Our favorite sardonic and geeky alt rocker is back, but this time he’s bringing friends.

In a move fitting of only Ben Folds, he is putting out his first official “greatest hits” album, but instead of him performing them, he has gotten some of the best a cappella from universities and high schools around to help him out with “Ben Folds Presents: University A Cappella!” For those unfamiliar with a cappella bands, the concept is to perform full songs, without any instruments other than your own body. Everything you hear is snaps, claps, stomps, whistles and of course vocals.

The album contains 16 of Folds’ tracks, re-imagined by some of the best minds colleges have to offer. Overall the album isn’t subtle or soft. The idea of a cappella leads to a very full sound, even if the original might have just been Ben and a piano.

As for track selection, most everything a Folds fan would be looking for is there. Notable omissions however are “Annie Waits”, “Rockin’ the Suburbs” and “Smoke”. Folds even gets in on some of the fun, performing on new versions of “Boxing” and “Effington”, two songs from different times in his career. While “Effington” shines, “Boxing” falls flat. Maybe it’s just too old for Foldsto redo, but it’s one of the worst tracks on the album.

Standout tracks include a fantastic job on “Selfless, Cold, and Composed” by the Sacramento State Jazz Singers. They handled the instrumental ending in a way that rivals the haunting original even though they managed to put some different varieties on the vocal music, by incorporating a lot of choral style hymns and even some scat singing. The other big surprise was “Evaporated,” which strays farthest from the original, but because of that fact, it isn’t bound by one’s own preconceptions. As expected, “Army” might be the best overall track on the album. It’s upbeat humor matches perfectly with the very idea of college-style a cappella. The translation is flawless, and this version might even surpass the original. The end cap on this album is a simple but great take on “The Luckiest,” which wraps up the whole album excellently.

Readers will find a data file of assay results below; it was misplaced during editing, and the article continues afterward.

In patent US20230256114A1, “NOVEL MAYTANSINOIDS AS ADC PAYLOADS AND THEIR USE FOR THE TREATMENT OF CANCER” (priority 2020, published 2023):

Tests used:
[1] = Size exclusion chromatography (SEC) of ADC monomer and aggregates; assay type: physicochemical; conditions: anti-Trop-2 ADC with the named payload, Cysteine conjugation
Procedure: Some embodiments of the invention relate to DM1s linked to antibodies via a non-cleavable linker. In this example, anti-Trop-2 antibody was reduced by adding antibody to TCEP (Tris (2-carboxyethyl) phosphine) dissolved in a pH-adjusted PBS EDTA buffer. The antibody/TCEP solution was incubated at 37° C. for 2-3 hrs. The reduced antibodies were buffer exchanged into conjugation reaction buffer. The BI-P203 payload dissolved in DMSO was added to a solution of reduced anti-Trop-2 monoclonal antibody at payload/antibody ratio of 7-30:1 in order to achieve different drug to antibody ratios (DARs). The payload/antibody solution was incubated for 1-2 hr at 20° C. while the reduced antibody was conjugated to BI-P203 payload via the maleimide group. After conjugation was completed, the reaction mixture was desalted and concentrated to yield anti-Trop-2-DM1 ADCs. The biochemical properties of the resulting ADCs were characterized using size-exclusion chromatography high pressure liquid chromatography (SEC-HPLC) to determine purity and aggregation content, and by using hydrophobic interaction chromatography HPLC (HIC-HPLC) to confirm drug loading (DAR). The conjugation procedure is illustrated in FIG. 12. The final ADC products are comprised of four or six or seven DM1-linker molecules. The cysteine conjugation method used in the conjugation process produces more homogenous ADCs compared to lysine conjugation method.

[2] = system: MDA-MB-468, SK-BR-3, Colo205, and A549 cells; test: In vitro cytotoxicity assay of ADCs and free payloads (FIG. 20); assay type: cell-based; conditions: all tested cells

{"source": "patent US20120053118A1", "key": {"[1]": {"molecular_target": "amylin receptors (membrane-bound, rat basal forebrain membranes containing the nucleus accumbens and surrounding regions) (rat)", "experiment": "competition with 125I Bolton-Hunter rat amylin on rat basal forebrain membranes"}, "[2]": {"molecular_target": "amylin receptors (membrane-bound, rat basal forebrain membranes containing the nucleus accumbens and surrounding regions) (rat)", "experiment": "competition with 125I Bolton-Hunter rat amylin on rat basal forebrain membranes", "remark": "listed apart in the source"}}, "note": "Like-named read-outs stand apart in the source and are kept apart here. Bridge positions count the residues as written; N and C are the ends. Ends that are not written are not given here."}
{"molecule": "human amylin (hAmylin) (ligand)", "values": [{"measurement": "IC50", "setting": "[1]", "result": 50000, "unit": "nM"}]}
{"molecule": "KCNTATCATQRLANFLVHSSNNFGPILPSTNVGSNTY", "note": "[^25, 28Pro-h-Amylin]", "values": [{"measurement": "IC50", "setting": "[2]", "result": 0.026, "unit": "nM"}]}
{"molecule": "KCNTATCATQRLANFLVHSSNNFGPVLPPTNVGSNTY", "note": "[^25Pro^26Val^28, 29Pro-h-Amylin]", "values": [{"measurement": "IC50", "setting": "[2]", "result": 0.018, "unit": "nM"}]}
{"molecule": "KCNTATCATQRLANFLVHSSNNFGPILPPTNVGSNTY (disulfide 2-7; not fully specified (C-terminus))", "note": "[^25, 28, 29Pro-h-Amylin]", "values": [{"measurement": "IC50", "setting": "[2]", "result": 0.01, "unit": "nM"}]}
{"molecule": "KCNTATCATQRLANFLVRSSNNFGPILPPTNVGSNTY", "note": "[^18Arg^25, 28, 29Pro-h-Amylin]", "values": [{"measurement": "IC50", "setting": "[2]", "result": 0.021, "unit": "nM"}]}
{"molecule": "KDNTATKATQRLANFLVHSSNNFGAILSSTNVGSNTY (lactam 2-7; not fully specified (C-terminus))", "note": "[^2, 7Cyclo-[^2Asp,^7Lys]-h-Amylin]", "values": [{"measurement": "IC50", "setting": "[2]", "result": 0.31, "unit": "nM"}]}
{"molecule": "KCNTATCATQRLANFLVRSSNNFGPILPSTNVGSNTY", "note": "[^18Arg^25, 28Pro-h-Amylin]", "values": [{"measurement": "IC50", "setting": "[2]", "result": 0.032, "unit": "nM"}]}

Unfortunately, while these songs are all done pretty well, they do lose something in translation. Part of the reason the Ben Folds has been successful is that half his songs are fun, ironic and playful while the others are truly sad and sometimes even a bit disturbing. No song suffers more from this then “Fred Jones Part 2″ which is a song that invokes true hate towards the frantic pace of life and one man’s struggle with being replaced. However, this version almost seems happy and doesn’t inspire the same feelings that the original did. Technically, it’s fine and one of the better arrangements, but it lost its meaning and soul once you removed Folds’ shaking voice and timid piano. While it is not the fault of anyone involved, it’s hard to portray the weariness that the originals had using this format. Additionally, each individual song is certainly listenable, but as a whole, it is a lot for people who aren’t normally fans of a cappella.

It is still a “must buy” for fans of Folds’ music and fans of a cappella. Any big Ben Folds fan would be wrong to look over the album simply because it’s a “greatest hits” style compilation. Any a cappella fan should also look into this, because it’s a great selection of different styles and takes on one artist. However, if you’re just a casual fan, or someone looking to jump on the Ben Folds bandwagon, I’d suggest going to the classics like “Rockin’ the Suburbs” or “Whatever and Ever Amen” or even his newest work “Way to Normal”. It’s not perfect but Ben Folds has never been about being perfect. He’s about being creative and going outside the normal. This is just a different way of doing that.

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